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Author Topic: EQ best practice when mixing multiple sources  (Read 822 times)

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Offline heathen

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EQ best practice when mixing multiple sources
« on: February 05, 2019, 03:50:33 PM »
When mixing multiple sources (pairs of different mics, mics+sbd, etc), is it better to wait until they're all mixed into one stereo file before doing EQ than to EQ each source before mixing (and then having to do additional EQ on the final stereo file)?
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Offline Sloan Simpson

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Re: EQ best practice when mixing multiple sources
« Reply #1 on: February 05, 2019, 04:40:49 PM »
I EQ each source in context with the other, as well as EQ the mixdown.

Offline Sloan Simpson

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Re: EQ best practice when mixing multiple sources
« Reply #2 on: February 07, 2019, 03:20:40 PM »
I EQ each source in context with the other, as well as EQ the mixdown.


To expand on this, typically each source will need different cuts (and sometimes boosts) than the others. I will time-align the two sources, then click back and forth between listening to the mix of the two, and each source in solo. Listening in solo lets me determine which source is contributing the bad stuff and cut there. For example, if the AUD has mud, I'll cut it in the AUD, so that I'm not cutting the nicely-balanced low-mids of the soundboard at the same time if they're OK. Keep in mind that the full mix is what matters, but listening in solo briefly can tell you which source contains the problems.


Typically I boost only on the full mix but sometimes I will do boosts on just the soundboard feed if needed.

Offline Gutbucket

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Re: EQ best practice when mixing multiple sources
« Reply #3 on: February 07, 2019, 07:29:23 PM »
Pretty much the same here.

Generally I EQ and do whatever to each source to make them sound good on their own first.  Then balance the mix of the two.  Then tweak that further.  Sort of like mixing and mastering as separate processes. 

Partial exception to the first step is when I know one source will be supplying what the other is not.  Like plenty of low end from one source, so the other needn't be boosted there to compensate for thinness, but must still sound good otherwise.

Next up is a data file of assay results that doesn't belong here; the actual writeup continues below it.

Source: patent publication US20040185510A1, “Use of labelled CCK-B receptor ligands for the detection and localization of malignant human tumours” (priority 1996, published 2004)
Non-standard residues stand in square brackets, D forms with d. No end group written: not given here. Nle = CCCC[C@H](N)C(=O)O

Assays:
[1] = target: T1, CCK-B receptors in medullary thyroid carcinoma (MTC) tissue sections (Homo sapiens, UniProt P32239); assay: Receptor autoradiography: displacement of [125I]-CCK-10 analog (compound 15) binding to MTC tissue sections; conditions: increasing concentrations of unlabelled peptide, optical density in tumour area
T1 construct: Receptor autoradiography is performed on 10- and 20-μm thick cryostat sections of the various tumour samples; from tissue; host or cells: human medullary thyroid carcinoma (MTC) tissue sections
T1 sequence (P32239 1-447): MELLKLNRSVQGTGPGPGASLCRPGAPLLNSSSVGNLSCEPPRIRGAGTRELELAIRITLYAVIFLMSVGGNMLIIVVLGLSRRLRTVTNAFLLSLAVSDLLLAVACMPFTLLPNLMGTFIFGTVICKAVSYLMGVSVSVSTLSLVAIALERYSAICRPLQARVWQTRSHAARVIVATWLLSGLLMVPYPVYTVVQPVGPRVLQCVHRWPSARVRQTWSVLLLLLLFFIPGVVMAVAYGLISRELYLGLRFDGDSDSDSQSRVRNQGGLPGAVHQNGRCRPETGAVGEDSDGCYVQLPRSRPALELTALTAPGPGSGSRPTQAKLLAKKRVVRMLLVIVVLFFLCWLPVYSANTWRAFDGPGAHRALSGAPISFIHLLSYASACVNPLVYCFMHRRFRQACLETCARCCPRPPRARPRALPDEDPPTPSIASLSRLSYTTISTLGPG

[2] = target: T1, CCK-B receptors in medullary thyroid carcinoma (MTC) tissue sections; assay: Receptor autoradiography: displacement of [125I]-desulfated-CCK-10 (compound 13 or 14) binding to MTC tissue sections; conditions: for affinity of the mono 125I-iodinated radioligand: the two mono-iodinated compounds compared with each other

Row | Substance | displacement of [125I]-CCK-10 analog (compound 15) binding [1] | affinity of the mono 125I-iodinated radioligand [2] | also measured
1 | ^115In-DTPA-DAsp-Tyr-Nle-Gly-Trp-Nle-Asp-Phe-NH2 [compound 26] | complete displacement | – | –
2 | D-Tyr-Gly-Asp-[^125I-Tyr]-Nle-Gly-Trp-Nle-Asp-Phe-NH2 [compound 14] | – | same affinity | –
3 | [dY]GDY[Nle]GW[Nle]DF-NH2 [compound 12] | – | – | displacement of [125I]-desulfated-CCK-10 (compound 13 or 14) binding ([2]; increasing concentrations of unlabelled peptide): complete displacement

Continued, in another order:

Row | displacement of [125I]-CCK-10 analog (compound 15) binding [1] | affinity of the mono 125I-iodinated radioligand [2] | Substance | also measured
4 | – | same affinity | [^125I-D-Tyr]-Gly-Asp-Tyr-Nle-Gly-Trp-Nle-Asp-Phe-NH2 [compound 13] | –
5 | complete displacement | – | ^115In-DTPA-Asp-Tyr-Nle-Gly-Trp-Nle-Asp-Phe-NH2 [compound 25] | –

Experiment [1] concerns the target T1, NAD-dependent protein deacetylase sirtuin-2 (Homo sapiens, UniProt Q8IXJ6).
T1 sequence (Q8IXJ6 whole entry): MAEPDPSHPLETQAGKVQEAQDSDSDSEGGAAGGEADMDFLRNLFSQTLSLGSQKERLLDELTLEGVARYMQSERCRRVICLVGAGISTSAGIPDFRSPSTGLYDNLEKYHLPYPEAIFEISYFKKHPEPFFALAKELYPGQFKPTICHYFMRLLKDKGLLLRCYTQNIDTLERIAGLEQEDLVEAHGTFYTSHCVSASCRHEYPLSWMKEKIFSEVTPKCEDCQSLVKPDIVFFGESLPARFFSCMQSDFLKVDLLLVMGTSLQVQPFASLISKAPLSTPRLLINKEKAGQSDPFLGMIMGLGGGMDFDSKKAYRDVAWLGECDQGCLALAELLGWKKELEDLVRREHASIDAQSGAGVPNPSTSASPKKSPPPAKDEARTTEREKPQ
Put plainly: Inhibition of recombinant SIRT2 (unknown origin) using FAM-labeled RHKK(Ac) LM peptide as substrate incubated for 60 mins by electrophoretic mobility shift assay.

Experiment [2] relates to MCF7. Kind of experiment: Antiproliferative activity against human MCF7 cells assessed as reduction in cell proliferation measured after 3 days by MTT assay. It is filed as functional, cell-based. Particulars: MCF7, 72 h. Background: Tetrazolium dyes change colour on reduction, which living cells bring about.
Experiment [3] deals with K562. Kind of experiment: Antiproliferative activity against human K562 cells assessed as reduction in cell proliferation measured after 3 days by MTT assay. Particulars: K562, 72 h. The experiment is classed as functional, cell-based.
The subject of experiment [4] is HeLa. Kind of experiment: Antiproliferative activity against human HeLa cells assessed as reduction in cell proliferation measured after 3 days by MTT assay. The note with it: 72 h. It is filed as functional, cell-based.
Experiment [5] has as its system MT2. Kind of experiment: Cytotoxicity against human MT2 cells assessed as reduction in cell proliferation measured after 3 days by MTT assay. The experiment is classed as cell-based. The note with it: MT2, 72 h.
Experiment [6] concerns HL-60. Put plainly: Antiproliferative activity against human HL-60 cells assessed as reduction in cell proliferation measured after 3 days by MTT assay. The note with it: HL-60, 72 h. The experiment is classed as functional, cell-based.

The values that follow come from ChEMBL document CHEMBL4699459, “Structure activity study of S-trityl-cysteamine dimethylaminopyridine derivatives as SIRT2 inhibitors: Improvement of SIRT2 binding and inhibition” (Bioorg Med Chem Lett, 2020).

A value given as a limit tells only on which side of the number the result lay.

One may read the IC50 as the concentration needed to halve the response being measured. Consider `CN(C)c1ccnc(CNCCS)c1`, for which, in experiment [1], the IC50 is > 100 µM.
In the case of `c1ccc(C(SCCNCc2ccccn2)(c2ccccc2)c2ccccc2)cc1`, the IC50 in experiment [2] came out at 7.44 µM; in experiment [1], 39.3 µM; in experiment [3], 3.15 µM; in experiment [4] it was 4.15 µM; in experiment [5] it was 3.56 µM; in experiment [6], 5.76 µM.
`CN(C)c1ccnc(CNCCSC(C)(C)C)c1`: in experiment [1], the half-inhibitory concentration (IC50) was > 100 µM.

Going further when the effort is worth it, sometimes I'll do that kind of thing in a more advanced way by playing one off the other as a further extension of balancing the mix of of the two in more ways than just level.  For instance I might take both "good" EQ'd sources, make a specific cut to one and a corresponding boost to the other in an "energy-balanced" way - that is, not boosting or cutting the resulting sum response of the two so much as letting one contribute more in that area than the other.

I'll then probably still tweak the resulting mix somewhat in the final mastering step.

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Offline morst

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Re: EQ best practice when mixing multiple sources
« Reply #4 on: February 08, 2019, 04:52:31 AM »
I usually don't EQ. I just balance sources with volume control.


Perhaps later someone can go back and improve my mixes.


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Offline u2_fly_2

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Re: EQ best practice when mixing multiple sources
« Reply #5 on: March 19, 2019, 07:46:27 AM »
Like all wise people said above....

Mixing multiple sources from my experience this is what I can say partly:

- Try to mix so you get a great balance between the "treble>Mid>Bass"-frequencies.

- Listen back to the "test-mix" on different audio sources such as >> Headphones >> Stereo >> Speakers >> etc. It will most likely not sound exactly the same.

- Consider to perhaps use the equalizer on your stereo when playing back the final result instead of "doing too much re-mixing" in the computer.

- All people mix the sound after their "ears" and "liking".

- If you are doing a matrix try to find a smooth mix between the  2 or 3 sources...also perhaps raise the source the you think sounds the best separately above the 1 or 2 other sources...

- If one source has more "bass" and "Mid" and the other is more "treble and crisp"...try to mix them without adding too much of this in "post-mix". The closer the audio sounds to the original sources the better (usually - not always).

- Best advice: Record the sources very good from the beginning so you only have to mix the matrix(!)

Good Luck with mixing!
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